Leaf Green, a rock quartet that formed at SF State and has since
jammed alongside Bob Weir and Dave Matthews, has released "Rock
'n' Roll Band" (SCI Fidelity Records), a live CD. TLG comprises
Trevor Garrod (B.S., '00), keyboards/vocals;
Josh Clark (B.A., '91), guitar/vocals; Ben
Chambers (B.A., '01), bass/vocals; and Scott
Rager (B.A., '01), drums.
"What Ever Happened to Orson Welles? A Portrait of an Independent
Career" (University Press of Kentucky, '06), Joseph
McBride, assistant professor of cinema, challenges conventional
wisdom about Orson Welles' supposed creative decline. The book
examines the films of the writer-director's little-known later
Rolling Stone journalist Ben Fong-Torres (B.A.,
'66) provides a backstage pass to interviews with rock legends
in "Becoming Almost Famous: My Back Pages in Music, Writing
and Life" (Backbeat Books, '06). The collection of previously
published profiles and essays includes the former Daily Gater reporter's
reflections on past assignments.
Naylor's (B.S., '91) fifth and latest recording,
the aptly named "The Color Five" (Ruby Star Records),
is a mix of jazz, pop, rock, gospel, folk and blues that offers
five originals, five covers and five of her trademark "acoustic
smashes" -- rock tunes sung over jazz standards or vice versa.
the Names" (Apogee Press, '05) is the eighth book of poetry
from Maxine Chernoff, chair of creative writing
and coeditor of the journal New American Writing. The 33 poems in
the collection touch on the spiritual and emotional complexities
that surround the act of giving.
"The Messenger" (Putnam, '06), a thriller by Daniel
Silva (attended '84), Israeli art restorer/spymaster
Gabriel Allon enlists the aid of beautiful American art expert Sarah
Bancroft to infiltrate a dangerous organization led by a militant
Islamic Saudi businessman. When plans go awry, Bancroft's life hangs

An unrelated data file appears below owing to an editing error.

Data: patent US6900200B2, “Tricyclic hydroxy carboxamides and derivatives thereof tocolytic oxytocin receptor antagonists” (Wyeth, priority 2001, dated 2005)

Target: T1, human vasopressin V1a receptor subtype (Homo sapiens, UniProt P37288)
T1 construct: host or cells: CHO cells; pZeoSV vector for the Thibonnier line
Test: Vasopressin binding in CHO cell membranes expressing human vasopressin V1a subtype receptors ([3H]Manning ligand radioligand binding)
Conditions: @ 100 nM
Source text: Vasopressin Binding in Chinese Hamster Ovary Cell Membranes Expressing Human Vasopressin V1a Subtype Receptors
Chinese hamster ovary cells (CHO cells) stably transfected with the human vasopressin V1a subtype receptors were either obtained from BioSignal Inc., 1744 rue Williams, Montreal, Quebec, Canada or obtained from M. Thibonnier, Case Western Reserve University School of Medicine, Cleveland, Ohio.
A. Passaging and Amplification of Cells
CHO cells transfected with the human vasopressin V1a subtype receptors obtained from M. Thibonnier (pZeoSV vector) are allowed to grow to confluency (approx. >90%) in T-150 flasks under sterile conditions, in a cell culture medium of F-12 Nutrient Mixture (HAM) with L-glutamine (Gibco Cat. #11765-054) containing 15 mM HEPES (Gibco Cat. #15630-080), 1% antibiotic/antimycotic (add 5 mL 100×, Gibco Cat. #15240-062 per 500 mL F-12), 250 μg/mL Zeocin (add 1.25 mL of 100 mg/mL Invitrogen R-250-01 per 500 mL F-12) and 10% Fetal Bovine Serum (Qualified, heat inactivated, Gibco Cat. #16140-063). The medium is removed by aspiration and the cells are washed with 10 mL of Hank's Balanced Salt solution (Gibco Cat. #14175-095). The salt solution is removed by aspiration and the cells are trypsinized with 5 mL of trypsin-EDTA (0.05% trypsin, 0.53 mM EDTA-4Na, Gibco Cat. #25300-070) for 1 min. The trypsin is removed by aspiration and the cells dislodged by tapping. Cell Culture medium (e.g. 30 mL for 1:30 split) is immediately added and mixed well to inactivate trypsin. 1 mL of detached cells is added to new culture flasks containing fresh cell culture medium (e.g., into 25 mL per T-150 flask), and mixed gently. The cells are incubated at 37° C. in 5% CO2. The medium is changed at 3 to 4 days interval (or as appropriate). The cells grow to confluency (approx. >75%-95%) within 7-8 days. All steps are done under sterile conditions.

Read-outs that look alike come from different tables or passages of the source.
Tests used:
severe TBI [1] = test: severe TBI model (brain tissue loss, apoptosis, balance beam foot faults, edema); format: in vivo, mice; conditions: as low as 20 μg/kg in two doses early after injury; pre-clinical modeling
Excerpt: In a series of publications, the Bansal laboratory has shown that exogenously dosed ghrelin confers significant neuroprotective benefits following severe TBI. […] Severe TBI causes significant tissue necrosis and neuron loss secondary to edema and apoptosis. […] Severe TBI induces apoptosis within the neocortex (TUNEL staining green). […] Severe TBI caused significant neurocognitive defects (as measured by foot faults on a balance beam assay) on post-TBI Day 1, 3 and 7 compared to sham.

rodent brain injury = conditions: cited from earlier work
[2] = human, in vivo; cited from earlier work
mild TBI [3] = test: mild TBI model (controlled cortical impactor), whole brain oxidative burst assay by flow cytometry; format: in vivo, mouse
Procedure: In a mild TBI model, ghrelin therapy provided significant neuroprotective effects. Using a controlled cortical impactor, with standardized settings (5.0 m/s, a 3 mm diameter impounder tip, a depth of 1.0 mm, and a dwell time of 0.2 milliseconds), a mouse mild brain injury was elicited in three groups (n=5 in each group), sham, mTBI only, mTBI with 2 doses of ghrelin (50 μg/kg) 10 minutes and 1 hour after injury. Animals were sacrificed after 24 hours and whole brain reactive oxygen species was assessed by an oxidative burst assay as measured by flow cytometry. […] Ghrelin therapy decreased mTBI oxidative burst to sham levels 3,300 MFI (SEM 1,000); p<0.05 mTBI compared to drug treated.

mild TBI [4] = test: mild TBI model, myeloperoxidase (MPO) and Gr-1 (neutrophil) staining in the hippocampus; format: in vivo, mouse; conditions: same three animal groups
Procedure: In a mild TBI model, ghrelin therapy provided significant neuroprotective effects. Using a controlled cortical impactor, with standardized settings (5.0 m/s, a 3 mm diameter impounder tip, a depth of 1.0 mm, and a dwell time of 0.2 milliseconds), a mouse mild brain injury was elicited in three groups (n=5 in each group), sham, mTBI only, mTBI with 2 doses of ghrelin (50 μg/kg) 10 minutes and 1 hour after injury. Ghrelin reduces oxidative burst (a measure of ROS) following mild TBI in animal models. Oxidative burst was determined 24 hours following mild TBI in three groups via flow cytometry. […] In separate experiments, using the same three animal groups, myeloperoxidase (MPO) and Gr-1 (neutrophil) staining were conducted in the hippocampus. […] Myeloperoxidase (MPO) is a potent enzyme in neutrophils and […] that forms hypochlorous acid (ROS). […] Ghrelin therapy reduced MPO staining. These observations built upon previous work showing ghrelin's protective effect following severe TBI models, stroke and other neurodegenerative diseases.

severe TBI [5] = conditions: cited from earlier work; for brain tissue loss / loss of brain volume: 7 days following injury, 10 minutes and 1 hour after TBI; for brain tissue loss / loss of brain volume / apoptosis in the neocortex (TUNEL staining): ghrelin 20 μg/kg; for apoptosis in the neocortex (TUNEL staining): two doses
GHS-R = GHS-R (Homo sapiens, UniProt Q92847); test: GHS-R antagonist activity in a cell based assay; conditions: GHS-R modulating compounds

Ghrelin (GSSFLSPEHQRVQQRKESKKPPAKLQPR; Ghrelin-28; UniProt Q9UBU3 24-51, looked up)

in the balance.
daily calorie counting nor shopping trips appear in "This is
Not Chick Lit: Original Stories by America's Best Women Writers"
(Random House, '06) edited by Elizabeth Merrick
(M.A., '97). The collection includes envelope-pushing literary
fiction from the likes of Aimee Bender, Francine Prose and Jennifer
the Show! A History of Insane Incidents and Absurd Accidents
in the Theater" by Brad Schreiber (attended '72–'75;
'77) includes an anecdote from actress-director Laurel
Ollstein (B.A., '81). During a performance of
"Much Ado About Nothing," as the character of Claudio
was sentenced to death, the actor's elderly Jewish grandmother
loudly proclaimed from the audience, "Oy, they're gonna kill
Brott's (B.A., '81) personal experience and extensive
research laid the foundation for "Fathering Your Toddler: A
Dad's Guide to the Second and Third Years, Second Edition"
(Abbeville Press, '05). The book offers candid advice for fathers
with a range of concerns and issues, including "deployed dads"
and single- and step-parents
Season of Fire and Ice" (Unbridled Books, '06) by Lloyd
Zimpel (attended '60-'62), a novel in the form
of 1880s-era journal entries, follows patriarch and farmer Gerhardt
Praeger as he attempts to settle the harsh territory of the Dakotas.
artist Josie Iselin (M.F.A., '94) celebrates
the beauty of springtime greenery, fall foliage and winter's brown
husks in "Leaves and Pods" (Abrams Books, '06). The collection
of detailed portraits of flora from around the world includes writing
by Mary Ellen Hannibal.
Kent Miller (B.A, '82) has published "The
Great Detective at the Crucible of Life" (Wildside Press,
'05), a book in the form of an Allan Quatermain memoir. The fictional
story follows a quest into the deserts of Ethiopia in 1872.
Umemoto (B.A., '84) provides an eyewitness account
of urban violence in "The Truce: Lessons from an L.A. Gang
War" (Cornell University Press, '06). The book examines gang
warfare and racial conflict in Los Angeles' Oakland neighborhood
between 1993 and 1994, when 17 people were killed and more than
Averbuch (B.A., '74), the author of best-selling
soccer books written with legends Brandi Chastain and Anson Dorrance,
brings her love of the game to children in "A Turn for Lucas"
(Mitten Press, 2006).
by Line" (Concord Records) features bass virtuoso John
Patitucci (attended '77-'78) on both acoustic
bass and six-string electric bass. A founding member of the Chick
Corea Elektric Band, he is joined by other musicians including Adam
Rogers (guitars) and Brian Blade (drums).